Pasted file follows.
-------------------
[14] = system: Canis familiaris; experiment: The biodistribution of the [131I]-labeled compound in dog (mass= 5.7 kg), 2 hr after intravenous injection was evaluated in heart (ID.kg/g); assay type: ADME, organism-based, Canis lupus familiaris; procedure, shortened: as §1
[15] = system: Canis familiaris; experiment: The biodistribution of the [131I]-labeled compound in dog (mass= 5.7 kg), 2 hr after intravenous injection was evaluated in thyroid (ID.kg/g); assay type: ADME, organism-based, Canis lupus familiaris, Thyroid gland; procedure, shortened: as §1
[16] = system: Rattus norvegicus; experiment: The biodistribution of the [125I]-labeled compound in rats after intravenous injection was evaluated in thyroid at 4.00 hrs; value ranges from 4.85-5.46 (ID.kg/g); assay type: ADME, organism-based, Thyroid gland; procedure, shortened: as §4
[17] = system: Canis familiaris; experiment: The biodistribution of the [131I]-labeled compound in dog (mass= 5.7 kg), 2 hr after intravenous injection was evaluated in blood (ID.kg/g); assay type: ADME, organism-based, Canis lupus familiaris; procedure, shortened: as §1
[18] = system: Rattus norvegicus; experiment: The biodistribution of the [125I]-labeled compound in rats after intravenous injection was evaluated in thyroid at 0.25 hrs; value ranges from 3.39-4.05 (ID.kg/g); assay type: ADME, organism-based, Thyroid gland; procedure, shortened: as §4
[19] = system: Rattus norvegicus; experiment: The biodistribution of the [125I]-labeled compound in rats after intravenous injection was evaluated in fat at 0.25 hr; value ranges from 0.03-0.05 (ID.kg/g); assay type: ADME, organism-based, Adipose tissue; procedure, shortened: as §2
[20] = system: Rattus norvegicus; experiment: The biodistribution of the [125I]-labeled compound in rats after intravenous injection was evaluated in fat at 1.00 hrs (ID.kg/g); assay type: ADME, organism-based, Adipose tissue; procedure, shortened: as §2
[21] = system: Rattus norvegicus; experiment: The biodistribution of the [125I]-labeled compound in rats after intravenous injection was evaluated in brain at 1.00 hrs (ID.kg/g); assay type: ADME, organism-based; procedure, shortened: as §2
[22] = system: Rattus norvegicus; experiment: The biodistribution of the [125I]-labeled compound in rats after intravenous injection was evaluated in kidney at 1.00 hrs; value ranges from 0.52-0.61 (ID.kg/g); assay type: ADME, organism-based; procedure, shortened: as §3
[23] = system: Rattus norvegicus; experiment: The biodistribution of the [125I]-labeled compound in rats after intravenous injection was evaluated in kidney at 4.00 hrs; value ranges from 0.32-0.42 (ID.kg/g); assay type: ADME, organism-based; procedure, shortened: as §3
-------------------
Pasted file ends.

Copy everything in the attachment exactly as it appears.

[14] = system: Canis familiaris; experiment: The biodistribution of the [131I]-labeled compound in dog (mass= 5.7 kg), 2 hr after intravenous injection was evaluated in heart (ID.kg/g); assay type: ADME, organism-based, Canis lupus familiaris; procedure, shortened: as §1
[15] = system: Canis familiaris; experiment: The biodistribution of the [131I]-labeled compound in dog (mass= 5.7 kg), 2 hr after intravenous injection was evaluated in thyroid (ID.kg/g); assay type: ADME, organism-based, Canis lupus familiaris, Thyroid gland; procedure, shortened: as §1
[16] = system: Rattus norvegicus; experiment: The biodistribution of the [125I]-labeled compound in rats after intravenous injection was evaluated in thyroid at 4.00 hrs; value ranges from 4.85-5.46 (ID.kg/g); assay type: ADME, organism-based, Thyroid gland; procedure, shortened: as §4
[17] = system: Canis familiaris; experiment: The biodistribution of the [131I]-labeled compound in dog (mass= 5.7 kg), 2 hr after intravenous injection was evaluated in blood (ID.kg/g); assay type: ADME, organism-based, Canis lupus familiaris; procedure, shortened: as §1
[18] = system: Rattus norvegicus; experiment: The biodistribution of the [125I]-labeled compound in rats after intravenous injection was evaluated in thyroid at 0.25 hrs; value ranges from 3.39-4.05 (ID.kg/g); assay type: ADME, organism-based, Thyroid gland; procedure, shortened: as §4
[19] = system: Rattus norvegicus; experiment: The biodistribution of the [125I]-labeled compound in rats after intravenous injection was evaluated in fat at 0.25 hr; value ranges from 0.03-0.05 (ID.kg/g); assay type: ADME, organism-based, Adipose tissue; procedure, shortened: as §2
[20] = system: Rattus norvegicus; experiment: The biodistribution of the [125I]-labeled compound in rats after intravenous injection was evaluated in fat at 1.00 hrs (ID.kg/g); assay type: ADME, organism-based, Adipose tissue; procedure, shortened: as §2
[21] = system: Rattus norvegicus; experiment: The biodistribution of the [125I]-labeled compound in rats after intravenous injection was evaluated in brain at 1.00 hrs (ID.kg/g); assay type: ADME, organism-based; procedure, shortened: as §2
[22] = system: Rattus norvegicus; experiment: The biodistribution of the [125I]-labeled compound in rats after intravenous injection was evaluated in kidney at 1.00 hrs; value ranges from 0.52-0.61 (ID.kg/g); assay type: ADME, organism-based; procedure, shortened: as §3
[23] = system: Rattus norvegicus; experiment: The biodistribution of the [125I]-labeled compound in rats after intravenous injection was evaluated in kidney at 4.00 hrs; value ranges from 0.32-0.42 (ID.kg/g); assay type: ADME, organism-based; procedure, shortened: as §3